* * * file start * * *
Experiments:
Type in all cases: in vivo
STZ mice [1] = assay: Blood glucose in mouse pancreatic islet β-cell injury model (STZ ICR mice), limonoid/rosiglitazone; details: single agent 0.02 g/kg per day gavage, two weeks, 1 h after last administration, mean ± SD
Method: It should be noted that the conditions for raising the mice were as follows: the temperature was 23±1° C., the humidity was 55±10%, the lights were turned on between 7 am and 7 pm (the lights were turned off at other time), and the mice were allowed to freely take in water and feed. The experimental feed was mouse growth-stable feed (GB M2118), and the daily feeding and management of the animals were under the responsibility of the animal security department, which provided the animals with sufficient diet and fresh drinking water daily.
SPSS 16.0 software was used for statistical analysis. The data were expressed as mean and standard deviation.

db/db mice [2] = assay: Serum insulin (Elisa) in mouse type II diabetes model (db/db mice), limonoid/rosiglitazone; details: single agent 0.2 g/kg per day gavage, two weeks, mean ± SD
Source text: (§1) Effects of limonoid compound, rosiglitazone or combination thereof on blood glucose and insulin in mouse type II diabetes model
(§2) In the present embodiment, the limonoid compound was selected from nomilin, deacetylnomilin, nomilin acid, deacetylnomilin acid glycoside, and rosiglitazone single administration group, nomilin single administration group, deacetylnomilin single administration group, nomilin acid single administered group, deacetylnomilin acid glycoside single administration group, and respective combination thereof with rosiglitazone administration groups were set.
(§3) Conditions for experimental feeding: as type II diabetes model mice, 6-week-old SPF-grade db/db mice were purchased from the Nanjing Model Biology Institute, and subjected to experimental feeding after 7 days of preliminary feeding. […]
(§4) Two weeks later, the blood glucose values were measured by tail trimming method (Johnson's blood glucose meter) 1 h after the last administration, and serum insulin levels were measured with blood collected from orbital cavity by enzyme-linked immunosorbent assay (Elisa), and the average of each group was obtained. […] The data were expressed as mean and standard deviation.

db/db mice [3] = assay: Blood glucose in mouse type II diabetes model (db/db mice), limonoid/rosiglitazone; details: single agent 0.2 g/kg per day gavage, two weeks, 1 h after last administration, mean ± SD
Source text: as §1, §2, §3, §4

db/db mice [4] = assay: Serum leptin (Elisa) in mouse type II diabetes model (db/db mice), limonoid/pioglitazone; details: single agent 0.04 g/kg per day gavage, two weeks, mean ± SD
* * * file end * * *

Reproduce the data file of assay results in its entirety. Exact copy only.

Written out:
Experiments:
Type in all cases: in vivo
STZ mice [1] = assay: Blood glucose in mouse pancreatic islet β-cell injury model (STZ ICR mice), limonoid/rosiglitazone; details: single agent 0.02 g/kg per day gavage, two weeks, 1 h after last administration, mean ± SD
Method: It should be noted that the conditions for raising the mice were as follows: the temperature was 23±1° C., the humidity was 55±10%, the lights were turned on between 7 am and 7 pm (the lights were turned off at other time), and the mice were allowed to freely take in water and feed. The experimental feed was mouse growth-stable feed (GB M2118), and the daily feeding and management of the animals were under the responsibility of the animal security department, which provided the animals with sufficient diet and fresh drinking water daily.
SPSS 16.0 software was used for statistical analysis. The data were expressed as mean and standard deviation.

db/db mice [2] = assay: Serum insulin (Elisa) in mouse type II diabetes model (db/db mice), limonoid/rosiglitazone; details: single agent 0.2 g/kg per day gavage, two weeks, mean ± SD
Source text: (§1) Effects of limonoid compound, rosiglitazone or combination thereof on blood glucose and insulin in mouse type II diabetes model
(§2) In the present embodiment, the limonoid compound was selected from nomilin, deacetylnomilin, nomilin acid, deacetylnomilin acid glycoside, and rosiglitazone single administration group, nomilin single administration group, deacetylnomilin single administration group, nomilin acid single administered group, deacetylnomilin acid glycoside single administration group, and respective combination thereof with rosiglitazone administration groups were set.
(§3) Conditions for experimental feeding: as type II diabetes model mice, 6-week-old SPF-grade db/db mice were purchased from the Nanjing Model Biology Institute, and subjected to experimental feeding after 7 days of preliminary feeding. […]
(§4) Two weeks later, the blood glucose values were measured by tail trimming method (Johnson's blood glucose meter) 1 h after the last administration, and serum insulin levels were measured with blood collected from orbital cavity by enzyme-linked immunosorbent assay (Elisa), and the average of each group was obtained. […] The data were expressed as mean and standard deviation.

db/db mice [3] = assay: Blood glucose in mouse type II diabetes model (db/db mice), limonoid/rosiglitazone; details: single agent 0.2 g/kg per day gavage, two weeks, 1 h after last administration, mean ± SD
Source text: as §1, §2, §3, §4

db/db mice [4] = assay: Serum leptin (Elisa) in mouse type II diabetes model (db/db mice), limonoid/pioglitazone; details: single agent 0.04 g/kg per day gavage, two weeks, mean ± SD